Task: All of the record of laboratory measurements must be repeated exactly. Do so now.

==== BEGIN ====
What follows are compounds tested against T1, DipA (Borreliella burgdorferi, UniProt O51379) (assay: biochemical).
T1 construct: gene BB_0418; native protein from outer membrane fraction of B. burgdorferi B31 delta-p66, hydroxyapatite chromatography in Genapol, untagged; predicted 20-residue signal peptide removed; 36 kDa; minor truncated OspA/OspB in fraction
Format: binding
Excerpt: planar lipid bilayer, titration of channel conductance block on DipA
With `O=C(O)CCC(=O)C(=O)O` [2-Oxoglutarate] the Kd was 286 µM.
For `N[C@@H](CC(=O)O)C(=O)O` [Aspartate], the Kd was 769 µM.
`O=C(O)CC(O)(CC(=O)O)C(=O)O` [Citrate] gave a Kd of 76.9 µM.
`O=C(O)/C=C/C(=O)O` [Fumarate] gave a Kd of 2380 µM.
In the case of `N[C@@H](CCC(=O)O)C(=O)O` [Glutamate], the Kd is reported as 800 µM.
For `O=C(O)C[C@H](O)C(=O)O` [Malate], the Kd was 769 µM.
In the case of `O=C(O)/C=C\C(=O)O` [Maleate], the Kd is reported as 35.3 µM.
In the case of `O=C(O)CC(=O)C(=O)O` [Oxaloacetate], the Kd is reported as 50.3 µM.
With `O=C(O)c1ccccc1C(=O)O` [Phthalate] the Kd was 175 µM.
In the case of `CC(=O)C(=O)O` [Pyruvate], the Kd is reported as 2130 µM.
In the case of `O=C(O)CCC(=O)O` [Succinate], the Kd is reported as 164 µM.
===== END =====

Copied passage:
What follows are compounds tested against T1, DipA (Borreliella burgdorferi, UniProt O51379) (assay: biochemical).
T1 construct: gene BB_0418; native protein from outer membrane fraction of B. burgdorferi B31 delta-p66, hydroxyapatite chromatography in Genapol, untagged; predicted 20-residue signal peptide removed; 36 kDa; minor truncated OspA/OspB in fraction
Format: binding
Excerpt: planar lipid bilayer, titration of channel conductance block on DipA
With `O=C(O)CCC(=O)C(=O)O` [2-Oxoglutarate] the Kd was 286 µM.
For `N[C@@H](CC(=O)O)C(=O)O` [Aspartate], the Kd was 769 µM.
`O=C(O)CC(O)(CC(=O)O)C(=O)O` [Citrate] gave a Kd of 76.9 µM.
`O=C(O)/C=C/C(=O)O` [Fumarate] gave a Kd of 2380 µM.
In the case of `N[C@@H](CCC(=O)O)C(=O)O` [Glutamate], the Kd is reported as 800 µM.
For `O=C(O)C[C@H](O)C(=O)O` [Malate], the Kd was 769 µM.
In the case of `O=C(O)/C=C\C(=O)O` [Maleate], the Kd is reported as 35.3 µM.
In the case of `O=C(O)CC(=O)C(=O)O` [Oxaloacetate], the Kd is reported as 50.3 µM.
With `O=C(O)c1ccccc1C(=O)O` [Phthalate] the Kd was 175 µM.
In the case of `CC(=O)C(=O)O` [Pyruvate], the Kd is reported as 2130 µM.
In the case of `O=C(O)CCC(=O)O` [Succinate], the Kd is reported as 164 µM.